Speaking on Starr Chat on Starr FM, the Political Science lecturer and Associate Professor indicated that every aspect of human behaviour cannot be legislated on; if so, then the constitution or the statute books cannot be carried.
Prof Gyampo indicated that there can be customs and conventions that can deal with the influx of spiritualism on TV.
His comments come after the killing of 10-year-old Ishmael Mensah Abdallah by two of his friends in Kasoa in the Central Region.
The two, per the police charge sheet, admitted that they killed the 10-year-old Ishmael by hitting his neck with a club.
This was after luring him into an uncompleted building under the guise of selling him a video game at Lamptey Mills, a suburb of Kasoa in the Central Region.
This development has incensed a large segment of the Ghanaian society who are calling for an end to the appearance of spiritualists and Mallams on television who promise unreasonable get-rich-quick avenues for the unsuspecting youth.
But Yaw Boadu-Ayeboafo, Chairperson of the National Media Commission (NMC) says, “the authority of the NMC as far as regulating content is very limited”.
He told Joy News that the Constitution of Ghana gives the NMC the powers to promote the highest journalistic standards.
He said, the NMC has broadcasting guidelines for broadcast media houses, but when it attempted to turn some of its guidelines into regulation, Parliament declined and prevented them from pursuing their planned agenda.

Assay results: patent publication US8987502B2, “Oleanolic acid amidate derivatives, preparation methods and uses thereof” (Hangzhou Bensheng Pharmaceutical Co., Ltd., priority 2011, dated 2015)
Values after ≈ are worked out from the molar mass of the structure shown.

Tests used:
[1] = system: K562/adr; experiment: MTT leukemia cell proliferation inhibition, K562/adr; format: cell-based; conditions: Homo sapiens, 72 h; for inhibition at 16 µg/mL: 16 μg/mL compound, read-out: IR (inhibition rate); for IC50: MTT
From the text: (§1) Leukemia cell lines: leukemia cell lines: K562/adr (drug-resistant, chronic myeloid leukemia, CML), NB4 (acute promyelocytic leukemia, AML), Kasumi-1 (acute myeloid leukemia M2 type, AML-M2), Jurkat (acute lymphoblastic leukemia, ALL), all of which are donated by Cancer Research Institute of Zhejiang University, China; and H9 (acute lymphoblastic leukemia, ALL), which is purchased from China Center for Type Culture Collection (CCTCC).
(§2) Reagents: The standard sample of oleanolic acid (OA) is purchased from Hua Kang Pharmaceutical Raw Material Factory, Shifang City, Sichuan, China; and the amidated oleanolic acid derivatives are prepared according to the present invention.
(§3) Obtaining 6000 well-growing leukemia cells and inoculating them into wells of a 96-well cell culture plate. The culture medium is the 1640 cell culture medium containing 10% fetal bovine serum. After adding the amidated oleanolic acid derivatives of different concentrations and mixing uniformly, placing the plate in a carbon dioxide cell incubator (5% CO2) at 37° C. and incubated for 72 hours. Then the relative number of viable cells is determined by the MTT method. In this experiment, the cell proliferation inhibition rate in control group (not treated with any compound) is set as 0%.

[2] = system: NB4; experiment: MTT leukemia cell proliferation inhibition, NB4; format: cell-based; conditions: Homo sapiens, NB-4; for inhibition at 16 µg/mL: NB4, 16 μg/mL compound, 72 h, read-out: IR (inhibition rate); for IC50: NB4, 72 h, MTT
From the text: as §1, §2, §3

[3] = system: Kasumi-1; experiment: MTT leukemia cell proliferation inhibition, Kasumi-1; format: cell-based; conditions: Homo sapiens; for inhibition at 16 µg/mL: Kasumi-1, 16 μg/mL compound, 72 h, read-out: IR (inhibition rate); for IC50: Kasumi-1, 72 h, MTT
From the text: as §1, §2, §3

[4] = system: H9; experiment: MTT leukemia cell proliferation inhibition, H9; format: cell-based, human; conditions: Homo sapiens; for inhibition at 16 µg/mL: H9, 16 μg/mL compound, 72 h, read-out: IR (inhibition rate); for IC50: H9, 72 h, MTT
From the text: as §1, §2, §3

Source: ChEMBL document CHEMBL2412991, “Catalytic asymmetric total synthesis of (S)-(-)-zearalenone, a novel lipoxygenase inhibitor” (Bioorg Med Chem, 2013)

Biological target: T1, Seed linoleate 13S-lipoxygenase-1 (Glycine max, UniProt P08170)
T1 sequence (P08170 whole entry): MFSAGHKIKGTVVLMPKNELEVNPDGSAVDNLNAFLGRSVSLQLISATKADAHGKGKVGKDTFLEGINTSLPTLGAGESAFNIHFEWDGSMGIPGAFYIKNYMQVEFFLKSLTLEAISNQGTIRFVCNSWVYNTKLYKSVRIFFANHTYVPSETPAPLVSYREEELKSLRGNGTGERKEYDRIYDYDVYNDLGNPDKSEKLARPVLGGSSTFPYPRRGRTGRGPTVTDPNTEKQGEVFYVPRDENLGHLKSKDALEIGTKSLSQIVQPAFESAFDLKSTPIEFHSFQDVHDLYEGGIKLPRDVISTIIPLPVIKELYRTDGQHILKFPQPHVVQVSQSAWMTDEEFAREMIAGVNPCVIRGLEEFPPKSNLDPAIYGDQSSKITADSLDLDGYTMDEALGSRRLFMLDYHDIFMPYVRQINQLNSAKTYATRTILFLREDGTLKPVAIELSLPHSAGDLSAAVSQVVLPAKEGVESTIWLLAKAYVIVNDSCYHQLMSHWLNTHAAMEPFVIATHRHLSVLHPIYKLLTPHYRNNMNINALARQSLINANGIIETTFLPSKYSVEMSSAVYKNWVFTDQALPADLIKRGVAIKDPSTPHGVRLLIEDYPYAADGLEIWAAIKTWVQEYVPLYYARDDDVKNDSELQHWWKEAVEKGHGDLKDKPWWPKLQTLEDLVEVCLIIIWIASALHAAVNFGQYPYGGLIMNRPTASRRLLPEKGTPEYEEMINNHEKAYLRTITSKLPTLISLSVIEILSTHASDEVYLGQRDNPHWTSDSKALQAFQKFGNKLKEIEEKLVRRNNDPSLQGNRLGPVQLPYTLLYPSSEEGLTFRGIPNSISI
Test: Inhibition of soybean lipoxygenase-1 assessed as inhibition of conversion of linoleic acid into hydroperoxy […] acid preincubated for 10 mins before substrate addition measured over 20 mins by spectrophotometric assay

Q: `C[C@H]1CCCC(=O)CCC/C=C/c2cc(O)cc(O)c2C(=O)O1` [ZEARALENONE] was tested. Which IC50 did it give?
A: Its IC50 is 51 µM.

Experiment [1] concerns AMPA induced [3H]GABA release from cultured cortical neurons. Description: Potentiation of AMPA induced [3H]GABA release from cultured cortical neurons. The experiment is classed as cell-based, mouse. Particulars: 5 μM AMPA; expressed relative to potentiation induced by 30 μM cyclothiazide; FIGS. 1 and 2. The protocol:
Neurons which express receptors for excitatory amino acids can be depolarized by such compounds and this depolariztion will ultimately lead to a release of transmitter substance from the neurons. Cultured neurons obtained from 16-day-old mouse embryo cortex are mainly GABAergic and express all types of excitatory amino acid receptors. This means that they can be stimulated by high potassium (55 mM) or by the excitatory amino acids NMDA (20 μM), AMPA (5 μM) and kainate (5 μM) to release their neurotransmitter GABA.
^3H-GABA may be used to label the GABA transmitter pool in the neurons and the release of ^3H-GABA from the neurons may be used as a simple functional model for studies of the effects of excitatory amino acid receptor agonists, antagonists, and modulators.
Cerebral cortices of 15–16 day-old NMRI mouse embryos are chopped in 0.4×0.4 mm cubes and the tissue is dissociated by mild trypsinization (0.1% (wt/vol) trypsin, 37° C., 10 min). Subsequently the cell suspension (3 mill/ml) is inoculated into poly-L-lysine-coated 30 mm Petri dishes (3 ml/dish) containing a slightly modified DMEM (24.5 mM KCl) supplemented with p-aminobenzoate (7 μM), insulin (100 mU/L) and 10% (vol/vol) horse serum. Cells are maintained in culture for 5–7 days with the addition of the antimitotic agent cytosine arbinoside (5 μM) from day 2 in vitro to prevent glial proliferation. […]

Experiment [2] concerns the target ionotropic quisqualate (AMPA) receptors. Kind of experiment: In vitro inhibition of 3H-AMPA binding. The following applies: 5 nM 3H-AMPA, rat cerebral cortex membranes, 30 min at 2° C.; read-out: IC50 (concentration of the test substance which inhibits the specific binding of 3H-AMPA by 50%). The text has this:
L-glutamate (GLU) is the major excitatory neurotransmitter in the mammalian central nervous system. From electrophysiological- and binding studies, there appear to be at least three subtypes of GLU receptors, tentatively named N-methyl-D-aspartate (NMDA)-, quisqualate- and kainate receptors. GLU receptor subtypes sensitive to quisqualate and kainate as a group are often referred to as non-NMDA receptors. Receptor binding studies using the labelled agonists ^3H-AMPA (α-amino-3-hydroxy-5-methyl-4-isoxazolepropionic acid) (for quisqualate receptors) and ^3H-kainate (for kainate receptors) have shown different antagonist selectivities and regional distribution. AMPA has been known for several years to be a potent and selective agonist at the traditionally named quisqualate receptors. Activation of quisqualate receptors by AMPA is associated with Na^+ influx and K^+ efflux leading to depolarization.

“…subject to the provision in the Constitution, the NMC cannot interfere with the workings of any media house or any media person,” Boadu-Ayeboafo said.
He stressed that the NMC “can only act where provision is made for them to act”.
“So, the NMC cannot, for instance, say that somebody has put offensive material on air, the NMC cannot close down that station. It can only appeal to the owners of that station to be decorous in the way that they go about their responsibilities.
"And most of the time, it is the code of ethics of the NMC [....] the Constitution and the NMC law, Act 449. Ask the NMC to apply the provisions of the code of ethics of the professional association that it is dealing with in terms of expecting professionalism from those institutions.”
This excuse, Prof Gyampo said, “is a robotic response coming from somebody who behaves like a robot who has been programmed to follow only what is written in law”.
He added that proactive leaders in situations where there is no law, “involve a convention to deal with it. It is so defeatist and marks of certain robotic incompetence for somebody to come and tell us that because there is no law, let’s sit down and put our hands in between our thighs and watch some of these things happen.
“We do not have to legislate to cover our social or human behaviour; we can involve conventions,” Prof Ransford Gyampo stressed.
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